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Jose L. Vega, Irina Agoulnik, Sharmila Masli, Fayaz Mir, Dong Feng Chen, Wayne Bowden, Yang Quiang, Egla Suarez, Paola Durand; Alpha-1 Adrenergic Receptor Stimulation Induces Ocular Disease via TGF-Beta-Mediated Mechanisms. Invest. Ophthalmol. Vis. Sci. 2012;53(14):6599.
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Previously we demonstrated that stimulation of alpha-1 adrenergic receptors (A1AR) in the eye leads to the up-regulation of transforming growth factor beta (TGFB) in various local tissues. The work reported here aimed to investigate the potential clinical implications of this finding.
Methods: We studied the effect A1AR stimulation on murine endotoxin induced uveitis (EIU), a well-known animal model of acute ocular inflammation. EIU was investigated under conditions of pharmacological A1AR stimulation and blockade, as well as in mice that had undergone ocular sympathetic denervation via the surgical removal of the superior cervical ganglion (SCGX). Inflammation was quantified by histology (H&E), flow cytometry of ocular tissue homogenates (CD45 and CD11b), and by alterations in total aqueous humor protein at the peak of the inflammatory response. Because increased TGF beta levels are routinely found in glaucomatous eyes, we also tested whether chronic A1AR stimulation could result in elevated intraocular pressure (IOP), and glaucoma-like pathology. Finally, we also examined the importance of increased TGFB levels in A1AR-mediated pathology by performing experiments in thrombospondin-1 (TSP-1) null mice, which fail to activate intraocular TGF-B.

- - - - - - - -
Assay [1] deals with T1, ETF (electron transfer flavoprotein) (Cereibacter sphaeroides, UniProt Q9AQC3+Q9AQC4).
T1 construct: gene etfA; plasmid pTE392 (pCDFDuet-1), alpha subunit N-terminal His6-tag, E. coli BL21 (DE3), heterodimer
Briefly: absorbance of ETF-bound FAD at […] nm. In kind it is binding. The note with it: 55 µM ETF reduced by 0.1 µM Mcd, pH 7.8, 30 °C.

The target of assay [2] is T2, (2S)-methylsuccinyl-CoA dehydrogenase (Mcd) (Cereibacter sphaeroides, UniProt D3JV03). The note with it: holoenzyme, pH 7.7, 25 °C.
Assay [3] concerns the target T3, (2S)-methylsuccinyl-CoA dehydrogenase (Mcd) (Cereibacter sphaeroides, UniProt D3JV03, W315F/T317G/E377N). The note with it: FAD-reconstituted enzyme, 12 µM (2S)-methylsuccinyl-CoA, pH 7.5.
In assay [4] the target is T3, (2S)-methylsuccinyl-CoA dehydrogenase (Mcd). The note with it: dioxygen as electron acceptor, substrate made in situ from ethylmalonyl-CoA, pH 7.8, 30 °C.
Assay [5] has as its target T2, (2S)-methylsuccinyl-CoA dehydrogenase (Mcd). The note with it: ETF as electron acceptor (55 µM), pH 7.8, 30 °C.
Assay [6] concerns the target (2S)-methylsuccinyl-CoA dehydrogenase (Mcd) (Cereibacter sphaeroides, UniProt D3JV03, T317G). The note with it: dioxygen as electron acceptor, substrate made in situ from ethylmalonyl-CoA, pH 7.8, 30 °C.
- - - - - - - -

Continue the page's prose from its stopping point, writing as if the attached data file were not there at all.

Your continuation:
Results: EIU was significantly and consistently exacerbated by A1AR agonist treatment as reflected by histological changes, increased inflammatory markers, and increased levels of total AH protein. This increased inflammatory process could be attenuated significantly by dose-dependent pharmacological blockade of relevant adrenergic receptors. Both A1AR blockade alone, and SCGX alone resulted in attenuated forms of EIU. In addition, chronic A1AR stimulation induced sustained IOP elevations in association with increased collagen type IV expression in anterior segment tissues. Neither of these effects could be reproduced in TSP-1 null mice.
These results uncover a new and paradoxical pro-inflammatory role for both A1ARs and TGFB in acute ocular inflammation. Furthermore, they strongly suggest that chronic stimulation of A1AR may increase IOP in diseases such as glaucoma through TGFB-mediated mechanisms.
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